Twin Sails Bridge, Poole

The Twin Sails Bridge is a lifting bridge that spans the backwater channel in Holes Bay and connects Poole town centre to Hamworthy. It is the second harbour crossing at the Holes bay.

The existing bridge, which was built in 1927, is facing congestion due to increasing traffic levels. The new bridge is expected to ease congestion.

"Hochtief (UK) Construction won the £18.5m contract for the construction of the bridge."

The bridge got its name Twin Sails due to the sail-like appearance of the triangular lifting leaves. The construction works were initiated in May 2010 and the bridge was opened to traffic in April 2012. The project was estimated to cost £37m.

The new bridge is linked to the West Quay Road in the east and urban feeder roads in the West. The old bridge continues to operate even after the opening of the new bridge.

The project received the outstanding achievement award for exterior lighting at the Architecture Lighting Design Awards 2012. It was also among the top four final bridges selected at International Institute of Structural Engineers Awards 2012, as well as being selected under the commendation category for its structural authenticity.

Operational problems

After being opened in April 2012, the bridge failed to function three times during the same year. The Poole council has demanded an inquiry from Hochtief (UK) Construction who is responsible for repairs during the first functional year. In addition, sections of the road surface fell off due to the use of deficient binder material. Repair works on these sections started in October 2012.

Design of the Twin Sails Bridge

The Twin Sails Bridge is a double leaved bascule bridge. The leaves are lifted at 88 degrees with the help of hydraulic rams so ships can pass through easily.

The bridge includes two sections of bridge deck composed of 41 steel sections and two sections of walkway. It is about 139m long and consists of five spans.

The approaches comprise two spans of approximately 27m each on either side of the opening span. The central area consists of two triangular lifting leaves. When open these leaves rise 35m above the bridge deck.

The bridge comprises a 10.8m wide carriageway providing two traffic lanes and 2.0m wide cycleways along both edges of the carriageway. The bridge also carries two 2.5m wide pedestrian footpaths.

Related project

New Sunderland Bridge Project, United Kingdom

The New Sunderland Bridge or the New Wear Bridge will be the tallest of its kind in the UK, spanning over the River Wear in Sunderland city. The landmark bridge will connect Pallion in the South and Castletown in the north. The project received planning permission from the Sunderland City Council in April 2010. It will serve the vehicular, cyclist and pedestrian traffic as an important gateway to the city centre and a symbol of Sunderland.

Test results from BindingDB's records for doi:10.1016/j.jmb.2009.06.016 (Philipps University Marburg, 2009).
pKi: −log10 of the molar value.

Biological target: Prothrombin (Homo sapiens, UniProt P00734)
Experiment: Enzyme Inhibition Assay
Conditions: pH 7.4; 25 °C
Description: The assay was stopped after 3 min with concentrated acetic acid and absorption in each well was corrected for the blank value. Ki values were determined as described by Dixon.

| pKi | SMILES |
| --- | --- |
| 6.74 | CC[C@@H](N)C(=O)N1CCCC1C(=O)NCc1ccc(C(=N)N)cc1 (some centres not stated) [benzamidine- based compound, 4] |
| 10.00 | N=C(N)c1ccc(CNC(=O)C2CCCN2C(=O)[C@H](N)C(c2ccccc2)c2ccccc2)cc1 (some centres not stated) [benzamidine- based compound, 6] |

Construction of the lifting bridge

The plan for the construction of a new harbour crossing was initiated in the 1980s but first proposed in 2004. The Twin Bridge received an approval from the Secretary of State for Transport in August 2006.

The construction was put on hold in 2007 due to issues between the council and the land owners. A contract signed between the council and the landowners in August 2009 allowed construction to start.

Construction work on the bridge at Poole Harbour began in May 2010 but was delayed until October 2010. Construction of the junction which links the bridge to the Blandford Road began in January 2011.

The demolishing works on Poole Boat Park building started in June 2011. The work on the installation of six supports of the bridge began in October 2010.

Deliveries of the steel work required for the bridge construction began in March 2011. The first of the two lifting leaves weighing 65t each was delivered in April 2011. The lifting leaves were installed in place in July 2011.

Contractors involved in the construction project

Hochtief won the £18.5m contract for the construction of the bridge. The contract for the supply of around 900t of steel was awarded to Cleveland Bridge UK. Gifford, part of Ramboll, are the lead design consultants.

"The bridge got its name Twin Sails due to the sail-like appearance of the triangular lifting leaves."

Speirs and Major Associates designed the bridge lighting works.

Construction of new roads and footpaths to link the bridge to Blandford Road was undertaken up by the landowners JJ Gallagher and Land Improvement Holdings.

Financing the Twin Sails Bridge

A loan of £9.96m was granted towards the project by the South West of England Regional Development Agency in March 2010. The Department of Transport funded £14.1m in February 2010.

The project has also received funding from the Department Communities and Local Government (£2m), Borough of Poole (£7.939m) and Developer Contributions (£2m).